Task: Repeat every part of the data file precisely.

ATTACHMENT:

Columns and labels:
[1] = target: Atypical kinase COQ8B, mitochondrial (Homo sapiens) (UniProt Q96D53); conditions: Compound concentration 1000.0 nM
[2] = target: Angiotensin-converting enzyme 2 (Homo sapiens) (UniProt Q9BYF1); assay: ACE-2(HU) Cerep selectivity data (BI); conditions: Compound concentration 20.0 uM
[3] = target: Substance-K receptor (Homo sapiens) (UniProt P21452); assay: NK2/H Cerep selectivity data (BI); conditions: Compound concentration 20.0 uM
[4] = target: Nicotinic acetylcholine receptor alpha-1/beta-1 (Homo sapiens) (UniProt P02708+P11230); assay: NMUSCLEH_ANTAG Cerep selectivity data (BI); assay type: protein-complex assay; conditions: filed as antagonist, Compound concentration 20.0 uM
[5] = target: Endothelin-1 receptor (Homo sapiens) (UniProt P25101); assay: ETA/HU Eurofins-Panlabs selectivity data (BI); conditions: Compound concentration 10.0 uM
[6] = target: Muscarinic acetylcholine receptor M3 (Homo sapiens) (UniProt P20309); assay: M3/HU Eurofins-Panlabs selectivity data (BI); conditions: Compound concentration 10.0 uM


Columns and labels:
[1] = target: Atypical kinase COQ8B, mitochondrial (Homo sapiens) (UniProt Q96D53); conditions: Compound concentration 1000.0 nM
[2] = target: Angiotensin-converting enzyme 2 (Homo sapiens) (UniProt Q9BYF1); assay: ACE-2(HU) Cerep selectivity data (BI); conditions: Compound concentration 20.0 uM
[3] = target: Substance-K receptor (Homo sapiens) (UniProt P21452); assay: NK2/H Cerep selectivity data (BI); conditions: Compound concentration 20.0 uM
[4] = target: Nicotinic acetylcholine receptor alpha-1/beta-1 (Homo sapiens) (UniProt P02708+P11230); assay: NMUSCLEH_ANTAG Cerep selectivity data (BI); assay type: protein-complex assay; conditions: filed as antagonist, Compound concentration 20.0 uM
[5] = target: Endothelin-1 receptor (Homo sapiens) (UniProt P25101); assay: ETA/HU Eurofins-Panlabs selectivity data (BI); conditions: Compound concentration 10.0 uM
[6] = target: Muscarinic acetylcholine receptor M3 (Homo sapiens) (UniProt P20309); assay: M3/HU Eurofins-Panlabs selectivity data (BI); conditions: Compound concentration 10.0 uM